So I had a video shoot the other day that i completely butchered because the audio was distorted. I am new to the HVX200 camera.
For this shoot I used two lav mics. Put the first receiver on channel 1 and set it to mic line. then attached the second receiver to channel 2 and set it to mic line. Channel 1 and Channel 2 were ON. the audio levels were low. mic'd up my speakers and listened to them on headphones. I heard them all distorted but when i would hear one ear i could hear one mic and the other ear heard the other mic. is that normal? i couldn't do anything because of time constraints and thought i could fix the audio in post-production. which i learned the hard way you can't.
Any tips to avoid this again.
should i be resetting the lavs everytime i use them? like scan everytime i shoot somewhere different? is that protocol?
OK, you heard there was distortion and you recorded anyway and you got what you got, a mess. You are not alone. Many people have made this first-timer mistake.
So you leaned that doesn't work and you learned to pay attention to your headphones. What does work is knowing how loud you can set the inputs of your camera and/or the outputs of your receivers so you don't record at levels that are too high.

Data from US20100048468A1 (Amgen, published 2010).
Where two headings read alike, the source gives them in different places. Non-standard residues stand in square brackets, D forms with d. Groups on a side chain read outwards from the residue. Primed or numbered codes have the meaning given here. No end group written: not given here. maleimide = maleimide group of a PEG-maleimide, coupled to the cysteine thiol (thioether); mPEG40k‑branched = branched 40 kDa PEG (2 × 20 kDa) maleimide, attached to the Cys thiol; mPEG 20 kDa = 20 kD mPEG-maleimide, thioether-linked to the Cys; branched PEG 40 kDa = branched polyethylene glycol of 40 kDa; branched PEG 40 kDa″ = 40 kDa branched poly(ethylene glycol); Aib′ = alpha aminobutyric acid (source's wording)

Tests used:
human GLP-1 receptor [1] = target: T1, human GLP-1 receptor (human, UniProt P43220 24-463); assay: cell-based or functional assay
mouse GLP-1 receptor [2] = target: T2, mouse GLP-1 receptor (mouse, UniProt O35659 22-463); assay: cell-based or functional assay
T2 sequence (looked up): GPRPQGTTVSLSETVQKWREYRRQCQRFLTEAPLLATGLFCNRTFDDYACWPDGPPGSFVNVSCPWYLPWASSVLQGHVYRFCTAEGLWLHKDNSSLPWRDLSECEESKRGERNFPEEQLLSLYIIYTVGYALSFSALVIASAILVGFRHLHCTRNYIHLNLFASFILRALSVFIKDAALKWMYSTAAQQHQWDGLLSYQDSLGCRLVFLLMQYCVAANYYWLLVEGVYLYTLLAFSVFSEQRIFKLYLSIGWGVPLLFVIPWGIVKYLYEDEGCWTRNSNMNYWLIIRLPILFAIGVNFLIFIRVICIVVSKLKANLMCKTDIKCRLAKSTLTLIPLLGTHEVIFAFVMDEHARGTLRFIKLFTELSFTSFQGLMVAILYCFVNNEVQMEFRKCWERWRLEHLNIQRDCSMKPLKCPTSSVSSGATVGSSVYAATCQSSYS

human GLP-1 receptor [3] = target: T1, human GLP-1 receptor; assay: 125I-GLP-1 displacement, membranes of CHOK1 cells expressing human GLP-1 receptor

This is not rocket science, it's called gain staging. You can do this, but you have to pay attention to the details. The transmitters have sensitivity adjustments, the receivers have output adjustments, the camera has input adjustments. They all have to be adjusted correctly to get the best results.
You have one receiver feeding one channel and the second receiver feeding channel 2. That's as it should be. That way you can adjust each voice separately, as needed in postproduction.
I don't know what you mean by resetting the receivers, but you may need to adjust the entire gain stage, depending on how loud the person speaking is.
"Put the first receiver on channel 1 and set it to mic line."
Not sure exactly what that means. Note carefully that "Mic-Level" and "Line-Level" are VERY DIFFERENT things.
It sounds like your wireless receivers were putting out "Line-Level", but your camcorder was set for "Mic-Level". Generally speaking, the output level of the source and the input level of the destination must match. If your wireless receivers are putting out Line-Level, then you must set your camcorder inputs for Line-Level. And conversely, if your source (wireless receiver or microphone or Direct Box or whatever) is putting out Mic-Level, then set your camcorder for Mic-Level.
Good choice getting a copy of Ty's book. Welcome to the wonderful world of audio.